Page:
Episode 4 – Ulysses S. Grant: a hero with a nearly fatal flaw

We tend to idolize our heroes and gloss over their weaknesses. Looking back, it’s so much easier to cite their strengths, vision, bravery and accomplishments. But what do we do with those pesky flaws they all have? Do we sweep them under the carpet or openly acknowledge them?

Ulysses S. Grant (1822-1885) was a remarkable military leader in the American Civil War who fought Robert E. Lee and led the north to ultimate victory. He then would become president in 1868 and served for two terms, accomplishing much to restore and unify a nation severely battered during the war.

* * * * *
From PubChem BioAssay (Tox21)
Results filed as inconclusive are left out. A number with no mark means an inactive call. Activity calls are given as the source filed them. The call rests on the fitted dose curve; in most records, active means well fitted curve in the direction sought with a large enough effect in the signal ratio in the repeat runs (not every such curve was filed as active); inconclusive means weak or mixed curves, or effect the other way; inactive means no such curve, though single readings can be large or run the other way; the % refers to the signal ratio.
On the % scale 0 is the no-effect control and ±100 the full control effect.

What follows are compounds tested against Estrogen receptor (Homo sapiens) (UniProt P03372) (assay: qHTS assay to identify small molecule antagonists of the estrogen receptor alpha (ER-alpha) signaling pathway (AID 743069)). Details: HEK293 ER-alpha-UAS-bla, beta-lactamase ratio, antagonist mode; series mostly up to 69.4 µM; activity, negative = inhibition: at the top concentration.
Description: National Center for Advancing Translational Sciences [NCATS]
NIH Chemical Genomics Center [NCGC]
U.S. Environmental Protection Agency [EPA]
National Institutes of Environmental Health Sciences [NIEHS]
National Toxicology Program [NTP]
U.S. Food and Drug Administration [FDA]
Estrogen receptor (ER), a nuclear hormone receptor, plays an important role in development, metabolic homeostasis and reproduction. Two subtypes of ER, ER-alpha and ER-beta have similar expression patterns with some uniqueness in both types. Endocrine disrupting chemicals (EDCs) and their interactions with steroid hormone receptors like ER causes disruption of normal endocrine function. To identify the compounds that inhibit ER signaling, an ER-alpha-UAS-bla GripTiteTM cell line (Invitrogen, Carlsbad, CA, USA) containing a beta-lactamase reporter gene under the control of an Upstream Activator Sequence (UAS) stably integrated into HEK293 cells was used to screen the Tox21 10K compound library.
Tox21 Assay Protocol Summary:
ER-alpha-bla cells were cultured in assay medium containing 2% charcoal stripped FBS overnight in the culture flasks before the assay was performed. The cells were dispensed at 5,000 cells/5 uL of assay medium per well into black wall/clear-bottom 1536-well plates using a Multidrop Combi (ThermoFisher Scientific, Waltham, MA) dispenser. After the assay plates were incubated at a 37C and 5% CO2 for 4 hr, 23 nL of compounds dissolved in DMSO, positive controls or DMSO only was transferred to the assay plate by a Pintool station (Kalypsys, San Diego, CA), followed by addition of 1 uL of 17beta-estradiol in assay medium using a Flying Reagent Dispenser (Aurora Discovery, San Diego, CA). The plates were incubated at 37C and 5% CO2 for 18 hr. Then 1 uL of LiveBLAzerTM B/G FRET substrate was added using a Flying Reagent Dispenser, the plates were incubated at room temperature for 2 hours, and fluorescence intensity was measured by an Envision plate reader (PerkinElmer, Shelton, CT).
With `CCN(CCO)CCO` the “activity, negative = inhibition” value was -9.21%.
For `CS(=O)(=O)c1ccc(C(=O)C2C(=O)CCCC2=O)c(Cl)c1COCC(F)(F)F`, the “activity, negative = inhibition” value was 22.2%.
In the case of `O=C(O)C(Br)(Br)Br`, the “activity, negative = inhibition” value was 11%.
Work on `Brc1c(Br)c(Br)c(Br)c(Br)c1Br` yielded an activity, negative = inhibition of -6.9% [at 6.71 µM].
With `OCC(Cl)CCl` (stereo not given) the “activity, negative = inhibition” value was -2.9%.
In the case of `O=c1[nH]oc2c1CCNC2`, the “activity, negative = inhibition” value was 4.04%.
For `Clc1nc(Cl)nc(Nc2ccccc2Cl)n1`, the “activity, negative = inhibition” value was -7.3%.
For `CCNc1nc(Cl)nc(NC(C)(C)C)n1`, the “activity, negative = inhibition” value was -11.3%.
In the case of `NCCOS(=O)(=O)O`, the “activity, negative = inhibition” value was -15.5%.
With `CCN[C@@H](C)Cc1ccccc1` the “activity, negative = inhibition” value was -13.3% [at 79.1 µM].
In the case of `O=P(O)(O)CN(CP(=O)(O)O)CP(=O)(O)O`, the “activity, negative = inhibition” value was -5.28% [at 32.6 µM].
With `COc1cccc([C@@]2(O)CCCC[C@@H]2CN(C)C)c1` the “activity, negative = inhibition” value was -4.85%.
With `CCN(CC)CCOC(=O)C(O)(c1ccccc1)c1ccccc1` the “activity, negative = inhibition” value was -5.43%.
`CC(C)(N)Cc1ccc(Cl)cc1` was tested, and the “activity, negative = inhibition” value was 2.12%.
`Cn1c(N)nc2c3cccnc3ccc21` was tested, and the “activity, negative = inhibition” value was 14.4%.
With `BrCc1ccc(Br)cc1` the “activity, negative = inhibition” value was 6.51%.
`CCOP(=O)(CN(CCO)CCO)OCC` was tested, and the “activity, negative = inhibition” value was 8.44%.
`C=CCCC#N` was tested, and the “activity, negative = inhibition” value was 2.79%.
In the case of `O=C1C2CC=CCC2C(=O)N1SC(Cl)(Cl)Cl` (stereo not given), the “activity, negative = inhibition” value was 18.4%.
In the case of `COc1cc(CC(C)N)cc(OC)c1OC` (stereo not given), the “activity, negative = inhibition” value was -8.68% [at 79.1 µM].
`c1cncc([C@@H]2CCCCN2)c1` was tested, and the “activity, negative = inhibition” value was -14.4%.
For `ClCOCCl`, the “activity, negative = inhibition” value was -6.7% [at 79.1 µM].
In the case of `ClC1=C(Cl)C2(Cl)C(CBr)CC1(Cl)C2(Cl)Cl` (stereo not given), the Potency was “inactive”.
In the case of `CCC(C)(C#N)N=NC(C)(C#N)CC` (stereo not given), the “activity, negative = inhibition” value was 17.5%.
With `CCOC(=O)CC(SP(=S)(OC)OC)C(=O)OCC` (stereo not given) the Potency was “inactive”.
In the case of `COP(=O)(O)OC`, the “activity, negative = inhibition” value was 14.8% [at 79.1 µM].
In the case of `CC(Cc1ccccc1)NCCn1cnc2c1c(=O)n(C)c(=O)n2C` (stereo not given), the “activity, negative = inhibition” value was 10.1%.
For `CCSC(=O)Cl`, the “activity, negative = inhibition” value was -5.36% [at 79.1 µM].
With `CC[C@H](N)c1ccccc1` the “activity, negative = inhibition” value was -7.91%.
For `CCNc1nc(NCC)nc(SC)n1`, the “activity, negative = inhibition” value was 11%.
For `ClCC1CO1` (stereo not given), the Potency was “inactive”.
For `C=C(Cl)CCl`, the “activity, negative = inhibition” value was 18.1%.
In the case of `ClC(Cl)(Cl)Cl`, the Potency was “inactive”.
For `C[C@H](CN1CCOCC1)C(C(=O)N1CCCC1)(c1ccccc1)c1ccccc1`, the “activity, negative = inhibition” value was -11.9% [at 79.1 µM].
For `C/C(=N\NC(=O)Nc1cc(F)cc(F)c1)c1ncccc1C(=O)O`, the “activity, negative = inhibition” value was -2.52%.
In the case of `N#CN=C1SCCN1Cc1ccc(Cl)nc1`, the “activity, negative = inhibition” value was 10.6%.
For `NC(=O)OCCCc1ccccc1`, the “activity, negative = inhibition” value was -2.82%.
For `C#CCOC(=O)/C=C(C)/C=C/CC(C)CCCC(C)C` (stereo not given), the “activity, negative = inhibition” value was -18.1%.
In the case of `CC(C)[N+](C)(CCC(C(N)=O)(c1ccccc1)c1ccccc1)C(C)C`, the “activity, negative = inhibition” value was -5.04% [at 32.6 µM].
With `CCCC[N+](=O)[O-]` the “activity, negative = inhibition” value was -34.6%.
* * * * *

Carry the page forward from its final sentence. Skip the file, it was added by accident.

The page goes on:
Yet his story contains a side note that lies remarkably hidden in history. In 1854, he resigned from the U.S. Army and lived with his parents in poverty for seven years. His prompt departure was driven by bouts of alcoholism.

In this episode, we tackle this flaw and ask if was in spite of this weakness (or because of it) that he achieved greatness. Ron Chernow’s best-selling biography “Grant” was the inspiration for this episode.

Bam! Get ready to be primed on a general, a president and his bouts with booze. I hope you enjoy my newest episode.

Further reading